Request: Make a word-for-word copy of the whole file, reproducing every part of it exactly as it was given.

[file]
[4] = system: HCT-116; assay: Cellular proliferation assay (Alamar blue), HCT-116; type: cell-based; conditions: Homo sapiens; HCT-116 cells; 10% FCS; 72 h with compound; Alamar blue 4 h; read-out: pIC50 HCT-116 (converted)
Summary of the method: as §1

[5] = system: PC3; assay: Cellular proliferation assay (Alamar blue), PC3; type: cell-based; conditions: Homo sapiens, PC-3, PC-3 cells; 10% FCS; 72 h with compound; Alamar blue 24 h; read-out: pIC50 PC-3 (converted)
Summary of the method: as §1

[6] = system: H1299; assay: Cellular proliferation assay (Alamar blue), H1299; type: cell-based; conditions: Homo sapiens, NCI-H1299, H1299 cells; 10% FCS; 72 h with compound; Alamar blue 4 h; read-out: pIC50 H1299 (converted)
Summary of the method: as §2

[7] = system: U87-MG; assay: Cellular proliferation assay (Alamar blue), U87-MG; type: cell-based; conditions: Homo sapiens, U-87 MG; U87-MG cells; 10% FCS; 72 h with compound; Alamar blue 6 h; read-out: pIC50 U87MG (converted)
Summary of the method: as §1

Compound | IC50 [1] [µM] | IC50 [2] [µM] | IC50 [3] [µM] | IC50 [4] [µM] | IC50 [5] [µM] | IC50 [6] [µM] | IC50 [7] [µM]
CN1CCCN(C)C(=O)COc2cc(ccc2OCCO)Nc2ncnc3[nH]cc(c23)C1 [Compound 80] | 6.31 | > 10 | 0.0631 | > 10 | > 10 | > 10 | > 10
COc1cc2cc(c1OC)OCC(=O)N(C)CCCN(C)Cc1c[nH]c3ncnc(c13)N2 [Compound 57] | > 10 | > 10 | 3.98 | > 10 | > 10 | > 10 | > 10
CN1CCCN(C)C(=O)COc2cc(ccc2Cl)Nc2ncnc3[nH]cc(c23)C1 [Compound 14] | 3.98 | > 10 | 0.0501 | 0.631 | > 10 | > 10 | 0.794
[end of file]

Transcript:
[4] = system: HCT-116; assay: Cellular proliferation assay (Alamar blue), HCT-116; type: cell-based; conditions: Homo sapiens; HCT-116 cells; 10% FCS; 72 h with compound; Alamar blue 4 h; read-out: pIC50 HCT-116 (converted)
Summary of the method: as §1

[5] = system: PC3; assay: Cellular proliferation assay (Alamar blue), PC3; type: cell-based; conditions: Homo sapiens, PC-3, PC-3 cells; 10% FCS; 72 h with compound; Alamar blue 24 h; read-out: pIC50 PC-3 (converted)
Summary of the method: as §1

[6] = system: H1299; assay: Cellular proliferation assay (Alamar blue), H1299; type: cell-based; conditions: Homo sapiens, NCI-H1299, H1299 cells; 10% FCS; 72 h with compound; Alamar blue 4 h; read-out: pIC50 H1299 (converted)
Summary of the method: as §2

[7] = system: U87-MG; assay: Cellular proliferation assay (Alamar blue), U87-MG; type: cell-based; conditions: Homo sapiens, U-87 MG; U87-MG cells; 10% FCS; 72 h with compound; Alamar blue 6 h; read-out: pIC50 U87MG (converted)
Summary of the method: as §1

Compound | IC50 [1] [µM] | IC50 [2] [µM] | IC50 [3] [µM] | IC50 [4] [µM] | IC50 [5] [µM] | IC50 [6] [µM] | IC50 [7] [µM]
CN1CCCN(C)C(=O)COc2cc(ccc2OCCO)Nc2ncnc3[nH]cc(c23)C1 [Compound 80] | 6.31 | > 10 | 0.0631 | > 10 | > 10 | > 10 | > 10
COc1cc2cc(c1OC)OCC(=O)N(C)CCCN(C)Cc1c[nH]c3ncnc(c13)N2 [Compound 57] | > 10 | > 10 | 3.98 | > 10 | > 10 | > 10 | > 10
CN1CCCN(C)C(=O)COc2cc(ccc2Cl)Nc2ncnc3[nH]cc(c23)C1 [Compound 14] | 3.98 | > 10 | 0.0501 | 0.631 | > 10 | > 10 | 0.794